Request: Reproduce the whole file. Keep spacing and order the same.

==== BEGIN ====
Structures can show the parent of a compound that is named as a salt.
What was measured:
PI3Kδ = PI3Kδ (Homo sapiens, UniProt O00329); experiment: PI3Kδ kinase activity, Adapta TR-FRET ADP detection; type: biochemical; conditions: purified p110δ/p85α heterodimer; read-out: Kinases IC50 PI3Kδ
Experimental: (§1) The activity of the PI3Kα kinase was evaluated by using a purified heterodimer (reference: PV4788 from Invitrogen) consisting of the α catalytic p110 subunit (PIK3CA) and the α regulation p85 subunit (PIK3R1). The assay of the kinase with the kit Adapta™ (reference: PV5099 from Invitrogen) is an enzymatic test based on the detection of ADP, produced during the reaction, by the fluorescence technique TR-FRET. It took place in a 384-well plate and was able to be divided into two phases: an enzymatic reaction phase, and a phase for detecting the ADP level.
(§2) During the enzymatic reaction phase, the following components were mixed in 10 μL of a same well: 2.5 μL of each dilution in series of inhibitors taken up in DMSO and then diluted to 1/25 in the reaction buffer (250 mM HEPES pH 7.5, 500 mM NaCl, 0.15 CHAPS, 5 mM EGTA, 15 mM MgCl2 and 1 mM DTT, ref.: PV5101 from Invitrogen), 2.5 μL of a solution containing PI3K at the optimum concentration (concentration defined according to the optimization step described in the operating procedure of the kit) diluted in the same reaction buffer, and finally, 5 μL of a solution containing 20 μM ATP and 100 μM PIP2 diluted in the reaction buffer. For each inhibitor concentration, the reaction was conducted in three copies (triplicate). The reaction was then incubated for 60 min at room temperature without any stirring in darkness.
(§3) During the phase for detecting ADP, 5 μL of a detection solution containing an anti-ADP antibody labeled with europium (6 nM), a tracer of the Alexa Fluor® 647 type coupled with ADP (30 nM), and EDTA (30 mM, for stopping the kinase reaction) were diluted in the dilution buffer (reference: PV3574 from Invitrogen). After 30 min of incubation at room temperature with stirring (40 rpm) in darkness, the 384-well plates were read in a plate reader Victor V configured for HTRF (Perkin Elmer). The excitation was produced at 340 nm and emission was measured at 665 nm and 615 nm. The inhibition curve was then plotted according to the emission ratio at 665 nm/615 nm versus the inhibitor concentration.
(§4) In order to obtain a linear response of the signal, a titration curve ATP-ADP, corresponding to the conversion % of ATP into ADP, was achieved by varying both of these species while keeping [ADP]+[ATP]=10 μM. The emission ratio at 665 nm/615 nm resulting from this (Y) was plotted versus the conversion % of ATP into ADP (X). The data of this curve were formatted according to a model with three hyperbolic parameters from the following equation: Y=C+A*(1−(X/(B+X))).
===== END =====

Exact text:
Structures can show the parent of a compound that is named as a salt.
What was measured:
PI3Kδ = PI3Kδ (Homo sapiens, UniProt O00329); experiment: PI3Kδ kinase activity, Adapta TR-FRET ADP detection; type: biochemical; conditions: purified p110δ/p85α heterodimer; read-out: Kinases IC50 PI3Kδ
Experimental: (§1) The activity of the PI3Kα kinase was evaluated by using a purified heterodimer (reference: PV4788 from Invitrogen) consisting of the α catalytic p110 subunit (PIK3CA) and the α regulation p85 subunit (PIK3R1). The assay of the kinase with the kit Adapta™ (reference: PV5099 from Invitrogen) is an enzymatic test based on the detection of ADP, produced during the reaction, by the fluorescence technique TR-FRET. It took place in a 384-well plate and was able to be divided into two phases: an enzymatic reaction phase, and a phase for detecting the ADP level.
(§2) During the enzymatic reaction phase, the following components were mixed in 10 μL of a same well: 2.5 μL of each dilution in series of inhibitors taken up in DMSO and then diluted to 1/25 in the reaction buffer (250 mM HEPES pH 7.5, 500 mM NaCl, 0.15 CHAPS, 5 mM EGTA, 15 mM MgCl2 and 1 mM DTT, ref.: PV5101 from Invitrogen), 2.5 μL of a solution containing PI3K at the optimum concentration (concentration defined according to the optimization step described in the operating procedure of the kit) diluted in the same reaction buffer, and finally, 5 μL of a solution containing 20 μM ATP and 100 μM PIP2 diluted in the reaction buffer. For each inhibitor concentration, the reaction was conducted in three copies (triplicate). The reaction was then incubated for 60 min at room temperature without any stirring in darkness.
(§3) During the phase for detecting ADP, 5 μL of a detection solution containing an anti-ADP antibody labeled with europium (6 nM), a tracer of the Alexa Fluor® 647 type coupled with ADP (30 nM), and EDTA (30 mM, for stopping the kinase reaction) were diluted in the dilution buffer (reference: PV3574 from Invitrogen). After 30 min of incubation at room temperature with stirring (40 rpm) in darkness, the 384-well plates were read in a plate reader Victor V configured for HTRF (Perkin Elmer). The excitation was produced at 340 nm and emission was measured at 665 nm and 615 nm. The inhibition curve was then plotted according to the emission ratio at 665 nm/615 nm versus the inhibitor concentration.
(§4) In order to obtain a linear response of the signal, a titration curve ATP-ADP, corresponding to the conversion % of ATP into ADP, was achieved by varying both of these species while keeping [ADP]+[ATP]=10 μM. The emission ratio at 665 nm/615 nm resulting from this (Y) was plotted versus the conversion % of ATP into ADP (X). The data of this curve were formatted according to a model with three hyperbolic parameters from the following equation: Y=C+A*(1−(X/(B+X))).